Dunno whose gloriously deranged idea this was but, wow, it really paid off! San Francisco's hipper-than-thou nouveau psychedelicists Wooden Shjips pass the bucket & thrash out a grizzled take on LCD Soundsystem's terribly voguish (mwah) current single, utterly destroying the DFA template in the process. Wooden Shjips' fuzzy motorik version is actually available officially as the b-side of a limited edition LCD SS 7", so a deferential doff of the titfer to James Murphy for foresightedly sanctioning it but, really, the cover is soooo much better than the underwhelming, DFA-by-numbers original that he's probably been sulkily refusing to come out of the bathroom all weekend. Here's a thought: perhaps Murphy might consider commissioning more interesting folk of Wooden Shjips' genus to reinterpret This Is Happening (very satirical) in it's entirety as a welcome alternative to the utterly exhausted Remix Album Option? And if somebody can arrange a Suicide rework of "Losing My Edge" I'll quite happily top myself after I've heard it (you can bury me with the master tape)."

...we'll see how long this one stays up shall we?


SCRITTI POLITTI : John Peel Session 5/12/78

Another John Peel session. Scritti Politti's debut in fact, recorded on 5th December 1978 with Tony Wilson (him again) behind the desk. It's a prevailing misconception that the Peel session Rough Trade issued as the Work In Progress EP in 1979 was Scritti's first. Surprisingly it wasn't, though the same original line-up features on both: Green Gartside (vocals & guitar), Tom Morley (Drums) & Niall Jinks (bass). I've no idea why this inaugural set has been consistently overlooked as it's first-rate, very fractured & oblique, an unlikely amalgam of Canterbury prog, NYC No Wave & Marxist art school squat punk in fact. Despite Green's subsequent chagrin (he's since dismissed his music from this period as "winceworthy"), these songs wholly epitomise a thrilling, wildly experimental era of British independent music, & not rounding them up as part of the otherwise exemplary Early compilation was a colossal missed opportunity I think? It's a long journey from here to Miles Davis (via Robert Wyatt, Chaka Khan & an alleged heart attack, aged 23), but Green eventually managed it off eventually, of course...

● 5/12/78


FIRE ENGINES : John Peel Session - 23/2/81 (BBC recording)

Fire E Ad
Fire E Live
Fire Engines' 2nd session 1981 for John Peel is all over the 'net but their debut appears to have slipped off the radar. Recorded on 23rd February with Tony Wilson ("another one") at the desk, it's 4 frenetic blasts of Warholian blang & yelp are actually even more feral than their officially released counterparts, no doubt because (in the enduring spirit of the Peel session) they were performed live in the studio, sans overdubbing & with only a modicum of post-production.

The better known half of this set, "Discord" & "Candyskin" (both much more abrasive than their more familiar Pop:Aural incarnations), was released as a limited edition 7" by Domino on the 25th anniversary of their original broadcast (9th March 1981, pedants). The ferocious cover of Heaven 17's "(We Don't Need This) Fascist Groove Thang" appeared on Rev-Ola's long unavailable Fond compilation back in 1992, but was omitted from Acute's otherwise complete Hungry Beat collection (why?). Interestingly, the remaining untitled song (aka "The Untitled One" aka "No Time To Lose") has never been released officially. As Fire Engines songs go it's relatively upfront & linear, an enthusiastically amateurist D.I.Y. pop song basically, & would've made a terrific single. "Candyskin" promptly swaggered along & changed all that of course, & perhaps that's why it's remained in the archives for so long? Apologies for the slightly ropey quality btw, 3/4's of this have been mastered from a 25 year old Scotch cassette...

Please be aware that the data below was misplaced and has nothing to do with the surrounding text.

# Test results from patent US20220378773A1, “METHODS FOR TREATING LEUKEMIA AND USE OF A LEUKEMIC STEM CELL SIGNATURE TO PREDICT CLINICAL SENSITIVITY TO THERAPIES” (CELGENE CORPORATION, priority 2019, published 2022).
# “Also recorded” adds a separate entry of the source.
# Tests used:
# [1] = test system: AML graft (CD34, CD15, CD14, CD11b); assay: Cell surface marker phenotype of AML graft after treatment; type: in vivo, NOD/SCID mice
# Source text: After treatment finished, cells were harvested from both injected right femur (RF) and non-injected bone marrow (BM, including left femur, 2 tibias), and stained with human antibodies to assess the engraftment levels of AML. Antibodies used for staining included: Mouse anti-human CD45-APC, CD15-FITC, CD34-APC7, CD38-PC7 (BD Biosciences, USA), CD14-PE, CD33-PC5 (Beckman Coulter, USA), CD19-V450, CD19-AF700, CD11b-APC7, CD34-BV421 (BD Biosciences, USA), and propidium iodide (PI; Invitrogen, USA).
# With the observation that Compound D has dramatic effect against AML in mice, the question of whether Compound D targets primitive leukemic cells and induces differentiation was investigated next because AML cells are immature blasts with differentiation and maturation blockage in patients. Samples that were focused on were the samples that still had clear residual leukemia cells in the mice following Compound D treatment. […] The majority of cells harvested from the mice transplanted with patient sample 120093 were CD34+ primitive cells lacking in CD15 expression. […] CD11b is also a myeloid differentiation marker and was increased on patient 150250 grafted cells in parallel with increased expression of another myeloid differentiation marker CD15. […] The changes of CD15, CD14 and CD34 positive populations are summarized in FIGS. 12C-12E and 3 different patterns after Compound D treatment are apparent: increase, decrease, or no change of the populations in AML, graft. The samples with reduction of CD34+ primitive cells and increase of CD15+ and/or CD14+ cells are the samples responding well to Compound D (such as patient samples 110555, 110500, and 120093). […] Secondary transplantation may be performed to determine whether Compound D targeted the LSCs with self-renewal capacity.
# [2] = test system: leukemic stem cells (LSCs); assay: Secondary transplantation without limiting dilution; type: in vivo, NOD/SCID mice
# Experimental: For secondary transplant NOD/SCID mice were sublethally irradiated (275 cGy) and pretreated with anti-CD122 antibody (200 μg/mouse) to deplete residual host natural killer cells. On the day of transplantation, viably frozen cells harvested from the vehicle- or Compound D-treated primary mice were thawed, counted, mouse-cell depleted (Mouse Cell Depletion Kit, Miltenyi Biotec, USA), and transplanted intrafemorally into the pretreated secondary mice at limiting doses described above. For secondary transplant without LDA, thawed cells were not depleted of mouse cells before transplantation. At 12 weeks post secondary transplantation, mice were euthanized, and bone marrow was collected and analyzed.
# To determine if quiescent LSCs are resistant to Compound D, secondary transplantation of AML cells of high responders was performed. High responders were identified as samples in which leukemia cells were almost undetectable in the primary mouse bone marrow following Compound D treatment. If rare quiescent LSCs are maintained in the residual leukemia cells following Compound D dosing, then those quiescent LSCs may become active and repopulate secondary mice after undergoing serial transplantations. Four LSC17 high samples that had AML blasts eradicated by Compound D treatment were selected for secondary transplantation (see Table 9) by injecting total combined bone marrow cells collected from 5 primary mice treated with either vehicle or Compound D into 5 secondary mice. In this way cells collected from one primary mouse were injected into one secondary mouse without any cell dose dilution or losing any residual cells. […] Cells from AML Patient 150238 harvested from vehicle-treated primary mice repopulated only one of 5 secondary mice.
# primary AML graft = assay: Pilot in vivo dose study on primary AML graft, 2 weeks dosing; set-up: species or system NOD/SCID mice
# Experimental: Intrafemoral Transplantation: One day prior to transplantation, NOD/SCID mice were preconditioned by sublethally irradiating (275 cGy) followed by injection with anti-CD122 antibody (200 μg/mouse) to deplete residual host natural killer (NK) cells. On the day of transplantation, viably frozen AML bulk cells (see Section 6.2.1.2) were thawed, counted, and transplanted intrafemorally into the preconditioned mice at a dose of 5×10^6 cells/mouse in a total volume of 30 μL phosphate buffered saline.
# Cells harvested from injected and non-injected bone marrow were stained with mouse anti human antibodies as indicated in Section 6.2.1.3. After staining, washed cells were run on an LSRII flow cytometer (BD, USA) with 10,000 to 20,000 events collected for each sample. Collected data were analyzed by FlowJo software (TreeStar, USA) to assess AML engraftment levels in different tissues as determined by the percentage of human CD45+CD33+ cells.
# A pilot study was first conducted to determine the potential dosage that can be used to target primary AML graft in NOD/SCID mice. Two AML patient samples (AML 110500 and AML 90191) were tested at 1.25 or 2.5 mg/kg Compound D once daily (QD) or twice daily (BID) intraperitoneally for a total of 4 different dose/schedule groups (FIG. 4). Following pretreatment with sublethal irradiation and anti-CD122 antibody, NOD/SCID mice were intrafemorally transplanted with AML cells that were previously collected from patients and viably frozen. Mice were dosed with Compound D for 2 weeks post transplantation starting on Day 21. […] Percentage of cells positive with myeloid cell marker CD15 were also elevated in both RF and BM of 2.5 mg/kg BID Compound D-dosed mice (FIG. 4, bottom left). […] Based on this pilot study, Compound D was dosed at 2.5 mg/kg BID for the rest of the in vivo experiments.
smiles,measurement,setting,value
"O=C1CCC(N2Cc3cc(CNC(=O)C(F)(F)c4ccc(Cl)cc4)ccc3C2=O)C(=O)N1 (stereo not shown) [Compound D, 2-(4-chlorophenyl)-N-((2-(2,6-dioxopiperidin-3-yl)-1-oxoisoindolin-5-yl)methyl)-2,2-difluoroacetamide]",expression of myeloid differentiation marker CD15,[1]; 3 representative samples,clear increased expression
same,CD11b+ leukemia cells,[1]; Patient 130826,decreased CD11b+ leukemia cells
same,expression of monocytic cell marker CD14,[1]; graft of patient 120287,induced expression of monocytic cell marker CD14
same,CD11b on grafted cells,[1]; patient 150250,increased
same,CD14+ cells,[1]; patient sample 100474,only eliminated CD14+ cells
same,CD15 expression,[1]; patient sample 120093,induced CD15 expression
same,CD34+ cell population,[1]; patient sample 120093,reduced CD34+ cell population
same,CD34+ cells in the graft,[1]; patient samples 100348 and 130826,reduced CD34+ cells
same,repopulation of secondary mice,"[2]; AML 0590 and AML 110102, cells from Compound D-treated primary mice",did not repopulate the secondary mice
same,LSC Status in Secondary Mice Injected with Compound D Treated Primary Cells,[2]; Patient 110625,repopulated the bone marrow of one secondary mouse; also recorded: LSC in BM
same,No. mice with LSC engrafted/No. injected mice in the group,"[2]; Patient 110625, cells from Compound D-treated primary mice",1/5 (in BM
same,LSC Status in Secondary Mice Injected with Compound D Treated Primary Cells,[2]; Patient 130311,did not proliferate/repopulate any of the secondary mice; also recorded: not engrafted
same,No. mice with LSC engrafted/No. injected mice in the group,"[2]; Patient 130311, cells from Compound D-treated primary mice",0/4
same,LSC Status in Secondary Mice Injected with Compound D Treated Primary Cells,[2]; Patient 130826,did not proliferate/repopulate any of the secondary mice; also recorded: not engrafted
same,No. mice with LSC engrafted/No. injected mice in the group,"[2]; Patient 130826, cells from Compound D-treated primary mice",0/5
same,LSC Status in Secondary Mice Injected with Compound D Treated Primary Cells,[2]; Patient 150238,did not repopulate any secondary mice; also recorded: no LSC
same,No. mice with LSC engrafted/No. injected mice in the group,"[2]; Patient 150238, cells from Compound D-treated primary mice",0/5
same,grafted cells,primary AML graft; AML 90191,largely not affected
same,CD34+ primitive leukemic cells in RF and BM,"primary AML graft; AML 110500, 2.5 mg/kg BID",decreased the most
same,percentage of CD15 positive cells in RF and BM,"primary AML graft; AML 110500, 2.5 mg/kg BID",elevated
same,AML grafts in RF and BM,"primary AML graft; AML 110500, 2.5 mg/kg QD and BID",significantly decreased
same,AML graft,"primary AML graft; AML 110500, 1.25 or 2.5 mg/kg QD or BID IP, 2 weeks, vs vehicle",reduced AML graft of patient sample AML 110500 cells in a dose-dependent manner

Their unclassifiable 2nd session. since disowned as an embarrassing failure by foremost Fire Engine Davey Henderson, is available here c/o Cliff Richard's Neck. It sounds nothing like their earlier recordings but, despite what you may have heard or assumed, is as equally uncommercial - a queasy marriage of A Certain Ratio & The Magic Band I think. Both sets are crying out for immediate release, as are Orange Juice's slew of early 80s BBC recordings (commissioned by all manner of highly uncool evening DJs, not just our lord J.P.). Get it sorted Domino.


THE DURUTTI COLUMN : Never Know (1981)

Another fantastic Facebook find. More peerless, majestic melancholy from The Durutti Column, circa LC (Factory, 1981). I've watched this half a dozen times already & am still not bored, it's such a haunting combination of music & visuals...


THE GIST : This Is Love 7" (1980)

Stuart Moxham formed The Gist in 1980, following Young Marble Giants' fractious break-up. Their debut, this brilliant double A-side* 7" on Rough Trade, can't help but leave you ruminating on how a second YMG album might've sounded. Immediately following this single's release, & debilitated following a serious motorcycle accident, Stuart descended into the financially impoverished, Eno & LSD-inspired isolationist home recording sessions that culminated in The Gist's terrific, oft-ignored Embrace The Herd LP. It's been a particular favourite of mine since I picked it up for less than a quid back in the 90s, purely on the strength of spying Epic Soundtracks' name in the credits & noticing that it was recorded at This Heat's Cold Storage studio. In spite of sketchily evident stylistic similarities with contemporaries such as Marine Girls, Stuart's music has always shrugged off any lazy accusations of twee-ism by virtue of it's abiding spikiness, a persistent emotional distance that, though vague, is attendant throughout. Disappointingly, Stuart doesn't seem too keen on the Embrace The Herd personally: "It's a symbol of my misery & lack of direction at that time. There's very few lyrics on it, for example, because I had nothing to say." Apparently he prefers the original 4-track demos. To which the only sensible response is surely "Release the demos then!"? There's a slightly painful interview here that perhaps provides some reasoning for this brittle impetus behind his music. Bear in mind it's almost 20 years old though, & that Stuart's situation has, as far I understand, improved immeasurably in the interim. Hole's cover of "Credit In The Straight World" put food on the table for a couple of years, & Young Marble Giants' recent Domino-bankrolled reformation has been ecstatically received. Crikey, a happy ending for once!

Embrace The Herd has been lovingly reissued on CD (you can buy it here) but, despite a number of welcome additions, neither "This Is Love" or the later "Fool For A Valentine"7" are included, an enormous shame as far as I'm concerned.

This Is Love

*Actually it's not a double A-side.... but it should've been.